The first day of the Somme has become synonomous with incompetent leadership and a callous disregard for human life. Gary Sheffield offers a more complex picture of the battle and the role played by General Sir Douglas Haig.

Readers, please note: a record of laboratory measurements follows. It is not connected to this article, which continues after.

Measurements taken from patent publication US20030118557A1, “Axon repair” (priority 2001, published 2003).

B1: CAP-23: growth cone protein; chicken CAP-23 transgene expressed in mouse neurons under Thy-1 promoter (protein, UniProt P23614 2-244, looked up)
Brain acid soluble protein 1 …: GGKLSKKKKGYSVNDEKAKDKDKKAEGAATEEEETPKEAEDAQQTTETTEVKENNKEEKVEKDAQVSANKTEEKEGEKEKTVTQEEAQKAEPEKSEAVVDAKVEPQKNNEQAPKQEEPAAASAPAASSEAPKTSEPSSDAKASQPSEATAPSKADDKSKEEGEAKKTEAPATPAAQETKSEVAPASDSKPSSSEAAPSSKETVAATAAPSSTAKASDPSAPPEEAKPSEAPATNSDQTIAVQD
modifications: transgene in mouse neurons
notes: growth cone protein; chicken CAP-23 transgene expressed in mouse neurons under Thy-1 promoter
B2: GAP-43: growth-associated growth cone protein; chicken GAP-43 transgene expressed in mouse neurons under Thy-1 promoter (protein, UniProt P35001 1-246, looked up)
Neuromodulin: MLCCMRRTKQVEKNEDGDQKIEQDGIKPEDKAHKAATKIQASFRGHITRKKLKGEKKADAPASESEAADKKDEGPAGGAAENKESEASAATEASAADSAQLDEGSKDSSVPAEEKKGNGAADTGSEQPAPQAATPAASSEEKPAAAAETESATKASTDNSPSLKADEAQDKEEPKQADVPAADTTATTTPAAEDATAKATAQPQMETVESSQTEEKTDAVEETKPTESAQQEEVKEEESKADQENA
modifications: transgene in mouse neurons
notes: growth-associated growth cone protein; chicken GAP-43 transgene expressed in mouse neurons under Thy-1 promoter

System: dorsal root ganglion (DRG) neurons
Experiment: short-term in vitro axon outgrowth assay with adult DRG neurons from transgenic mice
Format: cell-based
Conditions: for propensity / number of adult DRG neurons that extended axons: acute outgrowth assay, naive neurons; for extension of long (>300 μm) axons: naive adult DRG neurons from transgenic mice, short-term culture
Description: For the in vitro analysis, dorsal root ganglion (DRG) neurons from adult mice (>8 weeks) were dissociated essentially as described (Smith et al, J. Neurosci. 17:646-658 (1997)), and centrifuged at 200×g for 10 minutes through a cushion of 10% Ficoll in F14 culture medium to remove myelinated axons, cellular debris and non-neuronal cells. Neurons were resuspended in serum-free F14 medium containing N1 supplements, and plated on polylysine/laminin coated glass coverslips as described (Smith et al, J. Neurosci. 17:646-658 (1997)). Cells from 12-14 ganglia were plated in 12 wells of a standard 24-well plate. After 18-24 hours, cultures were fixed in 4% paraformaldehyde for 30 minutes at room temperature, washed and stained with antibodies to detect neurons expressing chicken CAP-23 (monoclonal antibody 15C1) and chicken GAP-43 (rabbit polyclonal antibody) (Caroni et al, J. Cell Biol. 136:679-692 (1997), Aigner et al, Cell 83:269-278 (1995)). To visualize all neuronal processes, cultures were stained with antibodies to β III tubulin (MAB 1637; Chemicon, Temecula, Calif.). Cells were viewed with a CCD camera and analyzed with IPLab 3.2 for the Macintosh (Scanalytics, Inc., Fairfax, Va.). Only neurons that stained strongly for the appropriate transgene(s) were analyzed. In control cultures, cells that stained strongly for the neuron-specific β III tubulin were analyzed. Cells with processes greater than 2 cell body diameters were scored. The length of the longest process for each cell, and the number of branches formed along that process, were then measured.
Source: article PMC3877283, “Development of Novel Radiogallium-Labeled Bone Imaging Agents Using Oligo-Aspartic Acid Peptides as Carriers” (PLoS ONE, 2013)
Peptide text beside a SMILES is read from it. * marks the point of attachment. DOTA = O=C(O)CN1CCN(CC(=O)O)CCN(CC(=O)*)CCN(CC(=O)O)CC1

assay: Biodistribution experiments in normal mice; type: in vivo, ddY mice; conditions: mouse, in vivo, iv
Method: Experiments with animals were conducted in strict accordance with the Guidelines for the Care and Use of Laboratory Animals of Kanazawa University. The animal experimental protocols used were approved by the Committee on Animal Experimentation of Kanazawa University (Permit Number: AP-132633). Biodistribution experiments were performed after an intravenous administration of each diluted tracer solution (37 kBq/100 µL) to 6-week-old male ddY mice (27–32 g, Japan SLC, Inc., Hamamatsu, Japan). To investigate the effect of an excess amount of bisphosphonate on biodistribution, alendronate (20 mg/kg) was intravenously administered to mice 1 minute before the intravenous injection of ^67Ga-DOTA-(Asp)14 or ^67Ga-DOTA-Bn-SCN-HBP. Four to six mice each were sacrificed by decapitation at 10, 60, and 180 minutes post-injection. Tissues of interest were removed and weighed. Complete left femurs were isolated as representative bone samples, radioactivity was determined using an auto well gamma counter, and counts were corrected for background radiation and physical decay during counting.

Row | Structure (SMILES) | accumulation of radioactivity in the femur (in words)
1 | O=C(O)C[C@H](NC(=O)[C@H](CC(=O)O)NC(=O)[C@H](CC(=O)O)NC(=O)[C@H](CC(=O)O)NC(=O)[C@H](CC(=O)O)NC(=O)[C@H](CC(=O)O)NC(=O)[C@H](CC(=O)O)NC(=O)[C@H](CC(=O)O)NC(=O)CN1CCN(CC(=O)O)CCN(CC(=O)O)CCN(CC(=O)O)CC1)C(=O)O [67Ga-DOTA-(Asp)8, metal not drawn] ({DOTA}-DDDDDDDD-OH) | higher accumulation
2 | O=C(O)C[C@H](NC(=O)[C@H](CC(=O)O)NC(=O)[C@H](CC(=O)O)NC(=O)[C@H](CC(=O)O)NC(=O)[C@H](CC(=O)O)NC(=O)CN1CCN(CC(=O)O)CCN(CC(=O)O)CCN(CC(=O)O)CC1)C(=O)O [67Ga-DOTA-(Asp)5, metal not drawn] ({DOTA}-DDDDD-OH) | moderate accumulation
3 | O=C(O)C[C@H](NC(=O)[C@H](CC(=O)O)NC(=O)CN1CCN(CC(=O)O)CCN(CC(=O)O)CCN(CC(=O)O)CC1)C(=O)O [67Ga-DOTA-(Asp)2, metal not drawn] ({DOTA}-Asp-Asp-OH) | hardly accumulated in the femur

The Battle of the Somme, or at least its opening day, is such a notorious event that it is difficult to assess it objectively. On the first day of the offensive, July 1st, 1916, the British Expeditionary Force (BEF) suffered 57,000 casualties, of whom 19,000 were killed. This was just the beginning of a four-month attritional struggle, which may have resulted in as many as 1.2 million British, French and German casualties. The Allies advanced a maximum of seven miles. Arras and Passchendaele followed in 1917, battles that similarly failed to break through the German trenches but which caused enormous losses. Such was the scale of the suffering that many see the Somme as mere futile slaughter and the Commander-in-Chief of the BEF, General (later Field Marshal) Sir Douglas Haig as a criminally incompetent ‘butcher’. At least in the anglophone world, it is difficult to separate the reputation of the Somme from that of Haig, both of which have undergone revision in recent years.